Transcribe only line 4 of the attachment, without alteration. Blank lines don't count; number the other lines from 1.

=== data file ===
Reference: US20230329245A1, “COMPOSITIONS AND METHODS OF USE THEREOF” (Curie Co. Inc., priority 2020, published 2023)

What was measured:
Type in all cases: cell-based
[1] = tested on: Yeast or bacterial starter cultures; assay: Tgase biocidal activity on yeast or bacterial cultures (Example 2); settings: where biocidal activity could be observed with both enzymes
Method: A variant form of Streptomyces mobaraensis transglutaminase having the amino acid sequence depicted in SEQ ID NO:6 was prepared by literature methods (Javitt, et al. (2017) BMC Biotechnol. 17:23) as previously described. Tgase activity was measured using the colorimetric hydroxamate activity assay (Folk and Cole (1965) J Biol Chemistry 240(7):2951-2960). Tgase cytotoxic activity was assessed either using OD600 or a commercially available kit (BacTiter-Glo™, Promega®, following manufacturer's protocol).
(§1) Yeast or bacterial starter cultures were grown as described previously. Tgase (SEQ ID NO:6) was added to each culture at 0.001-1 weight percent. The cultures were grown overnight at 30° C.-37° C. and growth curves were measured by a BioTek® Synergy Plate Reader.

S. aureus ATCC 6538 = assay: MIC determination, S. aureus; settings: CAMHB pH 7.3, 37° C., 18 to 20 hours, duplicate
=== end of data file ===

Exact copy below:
[1] = tested on: Yeast or bacterial starter cultures; assay: Tgase biocidal activity on yeast or bacterial cultures (Example 2); settings: where biocidal activity could be observed with both enzymes